Or are you looking for Search the Archives?

Please complete the form to email this item.



  • Place of origin:

    Great Britain (made)

  • Date:

    1930s (made)

  • Artist/Maker:

    Oliver Goldsmith Eyewear (maker)

  • Materials and Techniques:

    Moulded celluloid

  • Credit Line:

    Given by A. Oliver Goldsmith, in memory of his father, Charles Oliver Goldsmith

  • Museum number:


  • Gallery location:

    In Storage

Philip Oliver Goldsmith, a salesman for a small optical firm, founded this eyewear company in London in 1926. In 1935 his son Charles Goldsmith entered the firm with the aim of making glasses a fashion item. From the company’s offices in Poland Street, his sons A. Oliver and Ray Goldsmith built upon the company’s reputation for attention-grabbing designs and solicited celebrity endorsement for their products. Key clients included Lord Snowdon, the actress Diana Dors, Princess Grace of Monaco and Diana, Princess of Wales.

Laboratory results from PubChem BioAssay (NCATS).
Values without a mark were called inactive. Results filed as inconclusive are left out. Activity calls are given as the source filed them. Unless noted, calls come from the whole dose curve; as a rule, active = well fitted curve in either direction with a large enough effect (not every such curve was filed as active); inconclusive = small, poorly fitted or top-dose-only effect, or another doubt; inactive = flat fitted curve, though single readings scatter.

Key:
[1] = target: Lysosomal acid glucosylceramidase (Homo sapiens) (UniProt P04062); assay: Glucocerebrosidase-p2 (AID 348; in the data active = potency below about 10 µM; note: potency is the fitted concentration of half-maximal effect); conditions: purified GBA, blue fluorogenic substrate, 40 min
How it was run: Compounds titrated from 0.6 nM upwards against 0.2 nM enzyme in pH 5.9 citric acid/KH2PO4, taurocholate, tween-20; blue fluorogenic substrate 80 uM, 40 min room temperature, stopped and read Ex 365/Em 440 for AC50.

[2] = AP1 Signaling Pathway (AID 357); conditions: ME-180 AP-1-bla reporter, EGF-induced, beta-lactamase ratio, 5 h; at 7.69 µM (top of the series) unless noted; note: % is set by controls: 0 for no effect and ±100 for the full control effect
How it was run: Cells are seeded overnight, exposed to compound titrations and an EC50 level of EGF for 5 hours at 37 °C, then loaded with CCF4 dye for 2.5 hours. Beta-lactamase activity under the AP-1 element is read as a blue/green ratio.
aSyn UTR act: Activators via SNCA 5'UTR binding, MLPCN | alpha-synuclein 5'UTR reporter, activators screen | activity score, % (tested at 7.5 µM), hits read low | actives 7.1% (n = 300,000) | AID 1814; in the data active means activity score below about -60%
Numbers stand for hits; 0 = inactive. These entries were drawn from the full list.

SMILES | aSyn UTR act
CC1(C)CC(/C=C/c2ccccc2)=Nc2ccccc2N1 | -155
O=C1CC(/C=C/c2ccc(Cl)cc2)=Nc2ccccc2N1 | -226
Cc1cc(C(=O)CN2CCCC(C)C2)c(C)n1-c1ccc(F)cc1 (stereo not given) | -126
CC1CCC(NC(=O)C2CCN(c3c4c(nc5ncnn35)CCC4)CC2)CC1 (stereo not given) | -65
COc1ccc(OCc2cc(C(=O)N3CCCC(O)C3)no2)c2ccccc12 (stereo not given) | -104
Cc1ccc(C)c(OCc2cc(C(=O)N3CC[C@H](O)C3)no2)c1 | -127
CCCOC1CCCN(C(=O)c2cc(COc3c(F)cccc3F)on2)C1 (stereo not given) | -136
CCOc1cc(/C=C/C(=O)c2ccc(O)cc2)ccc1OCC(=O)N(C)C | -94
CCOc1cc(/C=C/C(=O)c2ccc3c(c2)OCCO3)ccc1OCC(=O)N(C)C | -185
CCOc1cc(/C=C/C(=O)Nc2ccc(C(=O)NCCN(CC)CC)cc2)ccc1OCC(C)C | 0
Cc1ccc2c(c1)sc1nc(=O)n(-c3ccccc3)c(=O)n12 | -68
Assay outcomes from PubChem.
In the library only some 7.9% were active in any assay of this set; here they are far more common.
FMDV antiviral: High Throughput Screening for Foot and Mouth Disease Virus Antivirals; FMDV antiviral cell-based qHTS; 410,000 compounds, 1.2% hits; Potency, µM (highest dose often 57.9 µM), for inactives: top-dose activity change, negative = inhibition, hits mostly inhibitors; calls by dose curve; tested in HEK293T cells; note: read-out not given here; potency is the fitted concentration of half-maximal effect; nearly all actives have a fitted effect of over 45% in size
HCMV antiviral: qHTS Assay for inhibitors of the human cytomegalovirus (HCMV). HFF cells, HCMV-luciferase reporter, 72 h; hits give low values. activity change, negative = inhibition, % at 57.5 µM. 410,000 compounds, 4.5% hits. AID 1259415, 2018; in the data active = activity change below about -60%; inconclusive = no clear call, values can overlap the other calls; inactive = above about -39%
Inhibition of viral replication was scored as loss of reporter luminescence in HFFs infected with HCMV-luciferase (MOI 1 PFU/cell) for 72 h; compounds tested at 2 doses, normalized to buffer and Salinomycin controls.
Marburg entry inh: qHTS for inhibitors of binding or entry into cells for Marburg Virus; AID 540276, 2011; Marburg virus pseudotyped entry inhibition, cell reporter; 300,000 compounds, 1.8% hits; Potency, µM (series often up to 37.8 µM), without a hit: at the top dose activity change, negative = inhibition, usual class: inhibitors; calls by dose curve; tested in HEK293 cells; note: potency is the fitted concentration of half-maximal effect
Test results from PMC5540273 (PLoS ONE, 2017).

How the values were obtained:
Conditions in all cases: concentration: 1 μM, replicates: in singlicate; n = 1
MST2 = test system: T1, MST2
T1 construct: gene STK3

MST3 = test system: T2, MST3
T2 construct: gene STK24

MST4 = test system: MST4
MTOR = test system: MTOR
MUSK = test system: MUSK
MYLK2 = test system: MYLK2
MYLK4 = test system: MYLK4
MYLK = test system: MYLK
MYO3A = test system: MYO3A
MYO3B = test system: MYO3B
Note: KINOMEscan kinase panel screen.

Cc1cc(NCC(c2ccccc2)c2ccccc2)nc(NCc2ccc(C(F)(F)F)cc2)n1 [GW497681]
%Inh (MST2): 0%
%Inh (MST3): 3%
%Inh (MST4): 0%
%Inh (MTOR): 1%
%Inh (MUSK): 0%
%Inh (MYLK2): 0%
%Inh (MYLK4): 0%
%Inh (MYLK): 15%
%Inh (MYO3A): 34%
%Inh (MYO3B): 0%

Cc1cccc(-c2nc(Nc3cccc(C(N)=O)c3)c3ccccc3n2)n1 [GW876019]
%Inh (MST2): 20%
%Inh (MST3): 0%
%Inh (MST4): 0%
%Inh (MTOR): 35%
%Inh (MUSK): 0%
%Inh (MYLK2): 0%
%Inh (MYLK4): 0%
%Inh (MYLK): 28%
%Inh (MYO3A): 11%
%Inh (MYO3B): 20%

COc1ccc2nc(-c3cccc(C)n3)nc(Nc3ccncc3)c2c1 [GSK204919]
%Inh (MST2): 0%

This frame was made from moulded nitrate. However, because it is a highly flammable material, nitate was only used for eyewear briefly. It was later banned as unsafe.

Physical description

Round eye shape plastic sunglasses with curl sides. Moulded celluloid.

Place of Origin

Great Britain (made)


1930s (made)


Oliver Goldsmith Eyewear (maker)

Materials and Techniques

Moulded celluloid

Object history note

Registered File number 1990/200.
This 1930s frame is a very early sunglass design based on an optical frame. At this time, lenses were flat before the introduction of curved lenses.

Descriptive line

Round eye shape plastic moulded celluloid sunglasses, made by Oliver Goldsmith Eyewear, Great Britain, 1930s


Plastic; Celluloid




Plastic; Fashion; Accessories; Europeana Fashion Project; Eyewear


Textiles and Fashion Collection

Large image request

Please confirm you are using these images within the following terms and conditions, by acknowledging each of the following key points:

Please let us know how you intend to use the images you will be downloading.